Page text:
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J Am Coll Nutr. 2010 Apr;29(2):130-5.

Higher protein intake is associated with diabetes risk in South Asian Indians: the Metabolic Syndrome and Atherosclerosis in South Asians Living in America (MASALA) study.

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1
University of California, San Francisco, 4150 Clement Street, Section 111A1, San Francisco, CA 94121, USA. erica.wang@ucsf.edu

Abstract

OBJECTIVE:

Despite a high prevalence of type 2 diabetes in South Asian Indians, the impact of diet in this high-risk ethnic group has not been fully explored. The association of macronutrient intake and diabetes in South Asian Indians was examined in this cross-sectional study.

METHODS:

A population-based cohort of 146 South Asian Indians aged 45-79 years without existing cardiovascular disease living in the San Francisco Bay Area was recruited between August 2006 and October 2007. Macronutrient intake was assessed with a food-frequency questionnaire developed and validated in South Asians. Diabetes was defined by use of a hypoglycemic medication, a fasting plasma glucose level > or =126 mg/dL, or a 2-hour post-challenge glucose level > or =200 mg/dL. The association between energy-adjusted macronutrient intake and diabetes was explored using multivariable logistic regression models.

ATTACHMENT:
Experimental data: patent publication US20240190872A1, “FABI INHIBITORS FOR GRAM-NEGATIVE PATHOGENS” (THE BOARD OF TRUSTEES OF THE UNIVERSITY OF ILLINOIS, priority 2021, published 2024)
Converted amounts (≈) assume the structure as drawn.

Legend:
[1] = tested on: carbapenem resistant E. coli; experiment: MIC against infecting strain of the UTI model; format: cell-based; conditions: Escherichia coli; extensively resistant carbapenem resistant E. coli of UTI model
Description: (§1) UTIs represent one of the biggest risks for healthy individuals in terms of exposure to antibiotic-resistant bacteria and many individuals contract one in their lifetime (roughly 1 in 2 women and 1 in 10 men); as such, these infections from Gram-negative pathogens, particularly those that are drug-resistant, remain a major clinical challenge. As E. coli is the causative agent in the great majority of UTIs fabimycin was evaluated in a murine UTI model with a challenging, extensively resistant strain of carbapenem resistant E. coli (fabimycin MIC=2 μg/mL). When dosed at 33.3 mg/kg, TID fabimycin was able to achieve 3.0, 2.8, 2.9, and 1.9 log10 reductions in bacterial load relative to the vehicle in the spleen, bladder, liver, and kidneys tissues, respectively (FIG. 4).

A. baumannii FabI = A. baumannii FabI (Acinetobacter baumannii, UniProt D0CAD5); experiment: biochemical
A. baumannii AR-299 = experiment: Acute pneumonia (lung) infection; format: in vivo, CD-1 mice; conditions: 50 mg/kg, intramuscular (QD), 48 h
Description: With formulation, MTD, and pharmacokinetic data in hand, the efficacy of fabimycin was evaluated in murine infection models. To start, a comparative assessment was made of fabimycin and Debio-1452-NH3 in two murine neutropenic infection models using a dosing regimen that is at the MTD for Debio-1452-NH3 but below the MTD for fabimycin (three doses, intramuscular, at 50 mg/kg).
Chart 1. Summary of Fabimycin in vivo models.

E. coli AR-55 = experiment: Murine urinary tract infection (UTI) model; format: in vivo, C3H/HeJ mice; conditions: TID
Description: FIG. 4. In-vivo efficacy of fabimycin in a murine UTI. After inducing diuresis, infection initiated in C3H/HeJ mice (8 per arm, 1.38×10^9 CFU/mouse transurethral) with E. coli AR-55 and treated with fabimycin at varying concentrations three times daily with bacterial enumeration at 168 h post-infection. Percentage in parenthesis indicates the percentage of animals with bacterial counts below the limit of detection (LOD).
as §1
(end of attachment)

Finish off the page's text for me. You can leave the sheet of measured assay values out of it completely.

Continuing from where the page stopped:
RESULTS:

Forty-one (28%) participants had type 2 diabetes; 20 were unaware of this diagnosis and were classified as having diabetes by laboratory testing. In a model fully adjusted for age, sex, waist circumference, and hypertension, there was a 70% increase in the odds of diabetes per standard deviation in gram of protein intake/day (standardized OR 1.70 [95% CI 1.08, 2.68], p = 0.02). There was a trend toward increased protein intake and diabetes in the subset of participants with previously unknown, laboratory-diagnosed diabetes. Results did not vary significantly by sex, body mass index, or dietary pattern.

CONCLUSIONS:

Higher level of protein intake was associated with increased odds of diabetes in this cohort of South Asian Indians. Diet may be a modifiable lifestyle factor in this high-risk ethnic group.

PMID:
20679148
PMCID:
PMC4049291
[Indexed for MEDLINE]
Free PMC Article
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